President McAleese may have one remaining vital task to perform….
14 July, 2011
The discretionary powers of the President of Ireland are said to be very limited. In fact, our President does have important powers, and our lack of appreciation of this is attributable to the fact that (thankfully) we have enjoyed relative political, economic and social stability since the Constitution was enacted. Accordingly, the constitutional “safeguards” of which the President is guardian have only rarely been used, if at all.
These safeguards include: referring a bill to the Supreme Court under Article 26 to test its constitutionality; convening a meeting of either or both of the Houses of the Oireachtas (after consultation with the Council of State); deciding whether to accede to a request under Article 27 (joint petition by a majority of the members of Seanad and not less than one-third of the members of Dáil requesting the President to decline to sign into law a Bill before a referendum or election is held).
But there is one additional power which I feel may become relevant at some time in the near future. I refer to the right of the President (under Article 13.2.2) to refuse to dissolve the Dáil when requested to do so by the Taoiseach of the day. This request would arise where that Taoiseach has ceased to retain the support of a majority in Dáil Éireann, usually evidenced by the loss of a vote of confidence. The President can refuse the request if she believes it to be in the interests of the State that the Taoiseach instead goes back to the Dáil and attempts to form a different government.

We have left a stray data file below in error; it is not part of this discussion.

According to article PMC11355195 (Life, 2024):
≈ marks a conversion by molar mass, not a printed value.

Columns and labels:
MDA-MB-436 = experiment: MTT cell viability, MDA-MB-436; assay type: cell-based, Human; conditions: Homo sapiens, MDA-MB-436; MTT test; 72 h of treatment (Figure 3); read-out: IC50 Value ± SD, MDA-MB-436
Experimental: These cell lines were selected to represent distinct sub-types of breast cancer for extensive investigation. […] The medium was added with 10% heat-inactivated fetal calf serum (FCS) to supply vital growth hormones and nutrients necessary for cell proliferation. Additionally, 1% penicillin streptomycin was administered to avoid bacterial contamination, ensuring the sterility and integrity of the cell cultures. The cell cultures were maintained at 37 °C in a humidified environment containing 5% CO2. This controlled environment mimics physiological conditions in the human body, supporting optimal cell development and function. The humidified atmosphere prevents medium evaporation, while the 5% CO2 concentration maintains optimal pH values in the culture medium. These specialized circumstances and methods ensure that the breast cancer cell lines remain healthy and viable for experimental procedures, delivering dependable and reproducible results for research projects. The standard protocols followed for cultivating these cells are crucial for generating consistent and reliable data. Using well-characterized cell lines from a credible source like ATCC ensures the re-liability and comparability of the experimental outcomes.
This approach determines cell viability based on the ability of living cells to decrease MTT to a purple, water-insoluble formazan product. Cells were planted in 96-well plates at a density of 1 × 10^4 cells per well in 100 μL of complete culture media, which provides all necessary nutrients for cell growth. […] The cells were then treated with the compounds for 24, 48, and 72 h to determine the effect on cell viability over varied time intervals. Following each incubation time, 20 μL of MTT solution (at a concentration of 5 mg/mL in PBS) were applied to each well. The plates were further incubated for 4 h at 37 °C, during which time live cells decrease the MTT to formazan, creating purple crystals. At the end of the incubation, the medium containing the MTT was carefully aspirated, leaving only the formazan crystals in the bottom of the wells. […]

In the economically and politically stressful months that lie ahead, it may well become appropriate for the next President to exercise her (or his) discretion in this manner. I can readily foresee a breakdown in relations between the Fine Gael and Labour partners in the current coalition government. In a situation where the next budget is set to make cuts of, and/or increase taxes by, a total of €3.6 billion or more, there is plenty of scope for the two parties to fall out. In particular, it is yet to be seen whether Labour have the stomach for the sort of cuts that are necessary for our economic recovery. The signs are not good.
So how about this for a scenario: Enda Kenny’s government falls apart after Labour withdraw their support for certain cutbacks; Enda goes to the Park to look for a dissolution and a general election; President McAleese (or her successor) says “Hang on a minute, we don’t need an election, and in fact it would be bad for the country to hold an election given the prevailing economic crisis. There are 19 Fianna Fáil TDs on the opposition benches and you should go and talk to them. With FG and FF combined, there is a comfortable majority, and FF under Micháel Martin can surely be persuaded to do the right thing by the country and allow the economy to be sorted out, however difficult the short-term pain might be. So, on your bike, Enda”
And with that, civil war politics might just come to an end.